In summary, treating the whole body is mission critical to get you out of bed and back to life. We all know that once you arrive home the real healing begins. Adding these suggestions to your doctor's orders may result in less need for narcotic or opioid pain medications. I encourage you to layer these holistic solutions depending on the severity of your pain. Pick one from each section and check in with how you feel. 

  • Is the nature of your pain better? (duller, less acute, etc.)

  • Has your pain intensity reduced? (scale from 1-10) 

  • Are you able to think about other things, focus, and experience some calm and contentment? 

The goal may be to see some improvement, not find yourself completely pain free. Improving the moment with these strategies may improve the speed of your recovery. 


Please also review our overview titled “Pain Management in Children” written by Dr. Earl Gage of Mercy Children’s Hospital in St. Louis for the doctor’s perspective. 


Resources

https://www.health.harvard.edu/staying-healthy/foods-that-fight-inflammation


https://www.chiltonic.com/blog/2019/7/24/a-combination-of-hot-and-cold-therapy-may-be-just-what-you-need-to-treat-pain


https://www.webmd.com/balance/what-is-box-breathing




https://ccakids.org//wp-content/uploads/2017/09/one-sheet_painmanagement.pdf

Thursday, March 10, 2022

Call For Stories and Experiences with AI and Facial Recognition Software


Share Your Story


Do you have a facial difference & have you had any problems using facial recognition software? 

Do you expect to be treated fairly by AI software?

Help us to compile stories to take to the UN via this form

Face Equality International is an alliance of Non-Governmental Organizations (NGOs), charities and support groups which are working at national, regional or international levels to promote the campaign for ‘face equality’.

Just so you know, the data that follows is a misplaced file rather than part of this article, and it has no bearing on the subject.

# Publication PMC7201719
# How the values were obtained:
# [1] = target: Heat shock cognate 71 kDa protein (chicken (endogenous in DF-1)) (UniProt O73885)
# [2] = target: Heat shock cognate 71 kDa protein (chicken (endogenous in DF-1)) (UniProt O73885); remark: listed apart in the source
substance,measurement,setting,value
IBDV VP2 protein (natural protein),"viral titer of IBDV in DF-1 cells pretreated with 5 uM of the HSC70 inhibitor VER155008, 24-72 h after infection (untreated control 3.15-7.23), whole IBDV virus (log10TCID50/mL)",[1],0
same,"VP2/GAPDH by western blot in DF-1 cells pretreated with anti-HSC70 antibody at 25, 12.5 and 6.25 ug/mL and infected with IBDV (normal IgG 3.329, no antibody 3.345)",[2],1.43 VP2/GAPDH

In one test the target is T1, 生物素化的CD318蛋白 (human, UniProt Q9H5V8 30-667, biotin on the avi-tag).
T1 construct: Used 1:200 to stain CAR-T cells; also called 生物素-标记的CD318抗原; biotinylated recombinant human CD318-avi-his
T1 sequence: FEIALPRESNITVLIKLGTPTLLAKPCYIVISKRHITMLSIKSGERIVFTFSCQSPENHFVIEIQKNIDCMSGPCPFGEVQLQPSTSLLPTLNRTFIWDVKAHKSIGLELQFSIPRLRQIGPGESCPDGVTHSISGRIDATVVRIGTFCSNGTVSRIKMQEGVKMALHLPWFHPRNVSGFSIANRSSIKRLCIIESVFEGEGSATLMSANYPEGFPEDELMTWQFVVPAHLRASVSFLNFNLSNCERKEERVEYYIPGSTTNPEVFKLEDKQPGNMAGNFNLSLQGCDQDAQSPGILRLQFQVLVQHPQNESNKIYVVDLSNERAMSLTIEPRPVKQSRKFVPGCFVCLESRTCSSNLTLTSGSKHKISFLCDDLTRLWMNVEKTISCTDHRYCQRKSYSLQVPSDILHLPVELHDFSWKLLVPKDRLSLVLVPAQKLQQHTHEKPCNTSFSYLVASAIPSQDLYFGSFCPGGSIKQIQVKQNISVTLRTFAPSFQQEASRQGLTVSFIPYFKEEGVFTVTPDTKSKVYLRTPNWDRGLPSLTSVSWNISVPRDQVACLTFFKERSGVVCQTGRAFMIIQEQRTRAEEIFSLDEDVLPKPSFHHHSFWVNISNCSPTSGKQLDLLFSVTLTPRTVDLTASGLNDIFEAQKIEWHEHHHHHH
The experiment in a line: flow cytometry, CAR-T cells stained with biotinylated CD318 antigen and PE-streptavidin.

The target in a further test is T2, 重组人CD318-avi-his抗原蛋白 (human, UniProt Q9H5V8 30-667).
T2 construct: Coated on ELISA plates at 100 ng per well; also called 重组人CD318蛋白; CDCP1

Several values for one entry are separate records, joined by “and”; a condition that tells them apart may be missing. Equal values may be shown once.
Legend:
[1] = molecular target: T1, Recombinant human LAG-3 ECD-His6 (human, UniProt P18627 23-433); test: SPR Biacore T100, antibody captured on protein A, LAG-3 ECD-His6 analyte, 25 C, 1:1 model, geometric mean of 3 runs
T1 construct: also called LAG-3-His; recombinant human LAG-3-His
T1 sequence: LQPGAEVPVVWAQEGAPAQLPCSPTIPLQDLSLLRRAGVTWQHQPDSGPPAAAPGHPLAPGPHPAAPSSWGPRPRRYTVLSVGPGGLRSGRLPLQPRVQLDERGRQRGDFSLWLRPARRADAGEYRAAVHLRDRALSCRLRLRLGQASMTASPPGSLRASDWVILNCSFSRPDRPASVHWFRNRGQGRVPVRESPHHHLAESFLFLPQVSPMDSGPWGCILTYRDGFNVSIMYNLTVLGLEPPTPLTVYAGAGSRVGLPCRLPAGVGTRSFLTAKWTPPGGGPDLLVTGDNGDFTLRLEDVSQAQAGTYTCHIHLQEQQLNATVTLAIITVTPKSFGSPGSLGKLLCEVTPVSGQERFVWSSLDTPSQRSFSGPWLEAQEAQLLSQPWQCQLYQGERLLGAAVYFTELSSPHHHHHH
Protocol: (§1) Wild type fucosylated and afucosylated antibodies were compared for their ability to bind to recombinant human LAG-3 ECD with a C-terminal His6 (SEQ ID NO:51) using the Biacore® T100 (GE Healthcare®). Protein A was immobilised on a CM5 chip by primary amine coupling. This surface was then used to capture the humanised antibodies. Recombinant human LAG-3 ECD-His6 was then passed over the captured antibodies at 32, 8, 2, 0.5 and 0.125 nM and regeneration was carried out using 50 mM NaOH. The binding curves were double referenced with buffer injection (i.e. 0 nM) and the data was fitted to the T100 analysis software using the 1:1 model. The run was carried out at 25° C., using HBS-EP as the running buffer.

We want to gather the experiences of people living with a facial difference around the globe, to inform and support our campaign efforts to make face equality a reality.

Thank you for considering taking part and sharing some of your story. If you have any questions about it, you can contact info@faceequalityinernationaol.org

Our privacy policy can be found here:

https://faceequalityinternational.org/privacy-policy/

You can find helpful links for advice on discrimination here:

https://faceequalityinternational.org/support/

Monday, February 21, 2022

FGFR Syndromes Collaborative March 17th & 18th Agenda Inside

Our friend and CCA Mom, Carolina Sommer will be hosting the annual FGFR Syndromes Collaborative Research Network Conference again this year on March 17 - March 18, 2022. She was gracious enough to share an early version of the agenda with us. Take a look and see if you recognize any familiar names! We, at CCA, do not want you to miss a minute of this virtual conference loaded with new research, personal stories, and  the latest interventions for our kids. We are so proud of the Sommers family and their incredible conference sponsored by Regeneron, Everylife, Born A Hero, and Seattle Children's Hospital. Hope you can join them on March 17 and 18th. 

FGFR Syndromes Collaborative Research Network Conference

March 17th & 18th, 2022



March 17, 2022 
 
8:15 am
Orientation to Webex
Brittany Richey
Manager, Administration
Seattle Children’s Research Institute
 
8:30 am
Introduction
Carolina Sommer
Founder/CEO
Born a Hero Research Foundation
 
 
Introductions

8:40 am
Basic Science Introduction (10 minutes of Q&A)
Dr. David Ornitz, M.D., Ph.D.
Alumni Endowed Professor
Developmental, Regenerative and Stem Cell Biology Program
Neurosciences Program
Washington University in Saint Louis
 
9:05 am
Clinical Science Introduction (10 minutes of Q&A)
Dr. Andrew Wilkie, M.D., Ph.D.
Nuffield Professor of Pathology
Oxford University
 
9:30 am
Advances in prenatal detection of FGFR conditions (10minues of Q&A)
Jessica Giordano, MS, CGC 
Assistant Professor of Genetic Counseling in obgyn
Columbia University
 
9:55am
Introductions Q&A
Joan Richtsmeier, Ph.D.
Distinguished Professor
Pennsylvania State University
 
  Musculoskeletal, Part 1
 
10:25 am
Introduction
Delaney Cunha
Pfeiffer Syndrome Advocate